Deported from the United States to their homeland on the orders of the Trump administration, Mexicans are waiting for his successor Joe Biden to allow them to return.
Mauricio Lopez was born in Mexico City, but raised in North Carolina without any immigration papers.
In 2016, following the election of outgoing Republican President Donald Trump, he was forced to return to Mexico.
Like many others in his case, Mauricio, 26, is banking on Democrat Biden to reform US immigration laws.
“If Biden relaxes immigration laws, puts asylum procedures in place, or makes it easier for us to get work permits or tourist visas, since a lot of us have family there- low, then Biden’s victory will not be in vain, ”Mauricio told AFP, a sister of whom still lives in the United States.
This “dreamer” [comme on appelle ceux qui sont arrivés aux États-Unis lorsqu’ils étaient enfant] belongs to a community of migrants who had successfully integrated into the United States as part of a program that allowed young people in his condition to work, study and drive. Until his expulsion.
Yet none of these migrants are unaware that Biden was the vice-president of Barack Obama whose administration deported 3 million undocumented foreigners.
But they also saw that the Trump killer sent signals to them during his campaign, showing that he wanted to reverse the anti-immigration policies of the Trump administration.
This reversal may however be complex, according to immigration experts who consider that the Democrats must first control the two legislative chambers in order to pass a bill in this direction.
“Even with the best will in the world, it won’t happen immediately. Under Trump, the entire immigration system has been stripped of its judges, and it will take a long time to turn the tide, ”explains Leticia Calderon, researcher at the Mora Institute in Mexico City.
According to this immigration specialist, one would expect in principle that the Biden government would reinstate the protection programs for “dreamers” still subject to appeal procedures by the American courts, following the injunctions of the organizations of defense of the rights of man.
“Trump has been very aggressive towards these migrants. It is possible that these procedures will be resolved during the first 100 days of the new administration, but this risks being blocked in the Senate, ”warns Leticia Calderon.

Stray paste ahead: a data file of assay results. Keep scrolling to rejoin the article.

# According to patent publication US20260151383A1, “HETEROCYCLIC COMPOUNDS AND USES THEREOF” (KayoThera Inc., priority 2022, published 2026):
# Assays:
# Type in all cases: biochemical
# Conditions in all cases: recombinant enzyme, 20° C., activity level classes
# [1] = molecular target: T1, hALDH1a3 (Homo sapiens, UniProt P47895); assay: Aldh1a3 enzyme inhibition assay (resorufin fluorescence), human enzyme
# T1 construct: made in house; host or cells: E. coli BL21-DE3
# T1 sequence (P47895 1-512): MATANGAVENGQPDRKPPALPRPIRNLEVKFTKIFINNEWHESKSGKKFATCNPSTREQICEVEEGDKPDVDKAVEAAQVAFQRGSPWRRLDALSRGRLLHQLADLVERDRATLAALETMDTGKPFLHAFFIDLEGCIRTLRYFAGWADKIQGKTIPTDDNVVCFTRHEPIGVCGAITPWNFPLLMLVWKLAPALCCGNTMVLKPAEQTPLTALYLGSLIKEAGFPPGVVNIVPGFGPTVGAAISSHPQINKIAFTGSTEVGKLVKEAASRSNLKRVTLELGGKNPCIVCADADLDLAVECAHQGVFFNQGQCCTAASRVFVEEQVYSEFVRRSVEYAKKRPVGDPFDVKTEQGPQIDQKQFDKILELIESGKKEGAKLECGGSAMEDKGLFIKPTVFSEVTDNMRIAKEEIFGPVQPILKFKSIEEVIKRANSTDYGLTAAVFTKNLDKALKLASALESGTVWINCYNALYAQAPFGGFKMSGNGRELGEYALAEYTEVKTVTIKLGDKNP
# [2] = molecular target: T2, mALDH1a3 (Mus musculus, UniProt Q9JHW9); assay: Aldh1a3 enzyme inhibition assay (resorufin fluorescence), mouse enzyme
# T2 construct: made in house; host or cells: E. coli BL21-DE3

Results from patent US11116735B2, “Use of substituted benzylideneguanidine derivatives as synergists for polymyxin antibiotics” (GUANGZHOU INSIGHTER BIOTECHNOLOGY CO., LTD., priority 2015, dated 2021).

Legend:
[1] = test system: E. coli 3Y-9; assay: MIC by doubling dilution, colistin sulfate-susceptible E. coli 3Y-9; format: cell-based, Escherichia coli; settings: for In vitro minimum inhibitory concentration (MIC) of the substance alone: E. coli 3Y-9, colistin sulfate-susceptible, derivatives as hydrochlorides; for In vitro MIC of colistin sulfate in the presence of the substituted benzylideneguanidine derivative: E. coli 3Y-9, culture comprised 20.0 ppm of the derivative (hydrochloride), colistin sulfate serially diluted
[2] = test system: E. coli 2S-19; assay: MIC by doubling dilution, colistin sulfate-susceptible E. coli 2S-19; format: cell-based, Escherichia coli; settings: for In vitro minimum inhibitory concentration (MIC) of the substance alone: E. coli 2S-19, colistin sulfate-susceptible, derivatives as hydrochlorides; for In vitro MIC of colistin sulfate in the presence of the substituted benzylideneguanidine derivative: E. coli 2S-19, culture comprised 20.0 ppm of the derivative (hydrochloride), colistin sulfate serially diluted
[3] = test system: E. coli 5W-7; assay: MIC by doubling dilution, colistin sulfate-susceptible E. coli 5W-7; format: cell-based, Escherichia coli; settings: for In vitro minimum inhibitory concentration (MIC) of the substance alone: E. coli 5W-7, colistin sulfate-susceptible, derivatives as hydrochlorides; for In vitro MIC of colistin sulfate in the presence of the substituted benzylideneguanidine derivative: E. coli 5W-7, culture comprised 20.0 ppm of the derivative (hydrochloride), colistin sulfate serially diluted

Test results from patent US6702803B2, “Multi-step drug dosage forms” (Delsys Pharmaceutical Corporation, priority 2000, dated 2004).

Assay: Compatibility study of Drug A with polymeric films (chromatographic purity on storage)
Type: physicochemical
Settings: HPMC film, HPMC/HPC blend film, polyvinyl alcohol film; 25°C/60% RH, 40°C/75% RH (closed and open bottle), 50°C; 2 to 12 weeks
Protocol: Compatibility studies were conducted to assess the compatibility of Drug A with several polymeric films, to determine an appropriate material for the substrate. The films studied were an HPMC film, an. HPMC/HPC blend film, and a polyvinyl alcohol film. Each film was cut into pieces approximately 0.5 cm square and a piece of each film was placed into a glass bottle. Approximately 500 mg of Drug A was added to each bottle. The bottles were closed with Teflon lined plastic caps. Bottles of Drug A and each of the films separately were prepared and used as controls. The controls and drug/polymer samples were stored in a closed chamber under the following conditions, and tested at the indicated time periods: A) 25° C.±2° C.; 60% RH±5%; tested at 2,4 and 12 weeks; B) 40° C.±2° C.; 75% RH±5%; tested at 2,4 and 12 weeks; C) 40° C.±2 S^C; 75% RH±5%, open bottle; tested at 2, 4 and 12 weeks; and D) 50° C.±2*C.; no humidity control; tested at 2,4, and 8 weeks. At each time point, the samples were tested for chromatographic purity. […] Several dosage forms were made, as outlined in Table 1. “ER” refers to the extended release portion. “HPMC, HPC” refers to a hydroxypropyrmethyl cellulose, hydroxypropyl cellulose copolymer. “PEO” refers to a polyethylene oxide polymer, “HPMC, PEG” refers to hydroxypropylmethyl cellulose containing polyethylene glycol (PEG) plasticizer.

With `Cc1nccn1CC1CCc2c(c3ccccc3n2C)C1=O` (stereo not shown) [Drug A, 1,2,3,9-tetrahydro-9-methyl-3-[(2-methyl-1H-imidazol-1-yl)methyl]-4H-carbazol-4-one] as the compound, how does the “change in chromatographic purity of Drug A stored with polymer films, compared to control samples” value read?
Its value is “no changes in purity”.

“With Biden, the ‘dreamers’ still have more hope of obtaining citizenship or a residence permit,” said Mauricio Lopez.
Keep a cool head
The story of Ben Moreno, a 54-year-old Mexican deported during Obama’s presidency, is not much different from Mauricio’s. Like him, he expects a lot from Biden.
A father of two, Ben Moreno ran a construction company in Indianapolis, Indiana.
He was first deported to Coahuila in the north of his native Mexico in the 1990s, before returning illegally to the United States and being escorted back to the border a second time in 2014.
In the last election, his family, including his parents who voted for the first time, nevertheless chose the Democrat.
“I don’t think Biden will end the deportations, but I hope this administration will be fair about who it is deporting and how it goes about it,” Ben Moreno hopes.
The construction of a wall between Mexico and the United States at the initiative of Donald Trump, the draconian restrictions imposed on legal immigrants and the reduction of the number of refugees by 80 pc, were the pillars of the policy of the outgoing president in this domain.
And even if the hopes placed in Biden are high within the community of Mexican migrants, Leticia Calderon prefers to keep a cool head.
“It’s not the bad guy who leaves, nor the good guy who arrives. Immigration to the United States has no political party, ”warns this specialist.
There are 12 million people born in Mexico and 26 million second or third generation immigrants living in the United States.
According to the Mexican Interior Ministry, in the first half of this year, nearly 89,000 Mexicans were expelled from the United States.